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Time to upskill Australia’s workforce

Tapping into local skills essential to addressing IT labour shortage, says ACS

6 October 2022


The National Skills Commission’s latest skills priority list shows the importance of boosting Australia’s IT skills training, says ACS Chief Executive Officer, Chris Vein.

“It’s not surprising to see two of the top ten occupations suffering shortages being IT related roles,” said Mr Vein. “ACS has been calling out the rapid growth of the nation’s technology sector in our annual Digital Pulse report for the past eight years and we’re forecasting over 1.3 million Australians to be working in tech jobs by 2030.”

The NSC report found Software and Applications Programmers to be the second most in-demand occupation on the national list with ICT Business and System Analysts being ninth of the top ten job roles suffering shortages.

Addressing these shortages will take more than boosting short term migration, said Mr Vein: “Every country is facing these job shortage issues and Australia is in a competition with every developed country to attract skilled workers. Simply making more visa slots available is part of the solution but so much more is needed.

“One of the quickest ways of addressing our skills shortage is harnessing our national assets, particularly Australia’s educated, flexible and diverse workforce, through upskilling workers and boosting the industry’s diversity.

“Ahead of the last Federal election ACS called for increased funding for reskilling, diversity programs, and support for workers and employers looking to boost their digital skills.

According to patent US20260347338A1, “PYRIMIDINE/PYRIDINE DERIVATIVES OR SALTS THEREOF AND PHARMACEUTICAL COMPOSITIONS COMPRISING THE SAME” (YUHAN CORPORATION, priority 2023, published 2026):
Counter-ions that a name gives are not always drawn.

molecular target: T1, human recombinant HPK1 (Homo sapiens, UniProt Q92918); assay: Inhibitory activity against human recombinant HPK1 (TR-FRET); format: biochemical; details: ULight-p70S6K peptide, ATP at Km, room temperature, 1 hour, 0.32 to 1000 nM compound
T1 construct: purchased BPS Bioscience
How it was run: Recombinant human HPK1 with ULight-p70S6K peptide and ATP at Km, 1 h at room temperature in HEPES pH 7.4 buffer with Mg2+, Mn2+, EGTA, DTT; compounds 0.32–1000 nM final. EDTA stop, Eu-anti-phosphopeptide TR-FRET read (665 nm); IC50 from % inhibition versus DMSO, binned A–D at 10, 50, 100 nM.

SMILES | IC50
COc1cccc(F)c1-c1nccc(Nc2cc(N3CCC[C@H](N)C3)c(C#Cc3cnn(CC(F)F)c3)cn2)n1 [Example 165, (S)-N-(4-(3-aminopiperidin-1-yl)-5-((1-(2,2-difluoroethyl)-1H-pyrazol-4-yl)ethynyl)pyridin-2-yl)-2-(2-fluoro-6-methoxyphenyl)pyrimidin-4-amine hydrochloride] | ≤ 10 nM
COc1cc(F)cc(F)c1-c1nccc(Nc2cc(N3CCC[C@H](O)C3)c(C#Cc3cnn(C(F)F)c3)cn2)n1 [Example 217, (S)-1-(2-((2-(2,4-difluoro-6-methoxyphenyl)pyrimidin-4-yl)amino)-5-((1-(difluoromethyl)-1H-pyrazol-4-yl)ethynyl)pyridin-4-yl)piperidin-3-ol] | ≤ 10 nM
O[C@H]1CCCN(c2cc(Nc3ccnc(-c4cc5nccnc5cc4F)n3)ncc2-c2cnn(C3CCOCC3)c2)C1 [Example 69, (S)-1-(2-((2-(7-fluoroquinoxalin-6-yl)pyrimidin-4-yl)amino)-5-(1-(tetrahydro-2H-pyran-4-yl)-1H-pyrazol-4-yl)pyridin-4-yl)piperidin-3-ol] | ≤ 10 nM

“We’re delighted the Albanese government has adopted some of these measures such as offering more free TAFE places and reviewing the diversity of industry support programs. We’re looking forward to further positive moves in the upcoming Federal budget.”

Mr Vein also pointed out the IT skills shortage is a national issue affecting all industries and regions and not just the capital cities’ tech sectors, saying: “These jobs on this list are not just in technology companies, but across all business and communities. IT is essential for industries such as agriculture, resources and tourism and it’s critical all parts of Australia have enough technology workers to keep their local economies running.”

ACS’ 2022 Digital Pulse report detailing the state of Australia’s IT workforce can be downloaded at



Further information

Troy Steer

Director of Corporate Affairs and Public Policy

M – 0417 173 740

E – [email protected]

About ACS

ACS is the voice of Australia’s technology sector, representing over 35,000 technology professionals across all industries and across the nation.

Our members work in industry, education, government, and the community delivering the digital services that drive the nation and provide the high-skilled jobs of today and tomorrow.

ACS works to grow the technology sector while making sure IT professionals act ethically, responsibly, and in keeping with the best interests of not only their employers, but the wider community.

Through our network of branches in every state and Territory, our innovation labs, education programs and our history of over fifty years, ACS works to help all Australians be part of the nation’s highest growth sector. Visit for more information.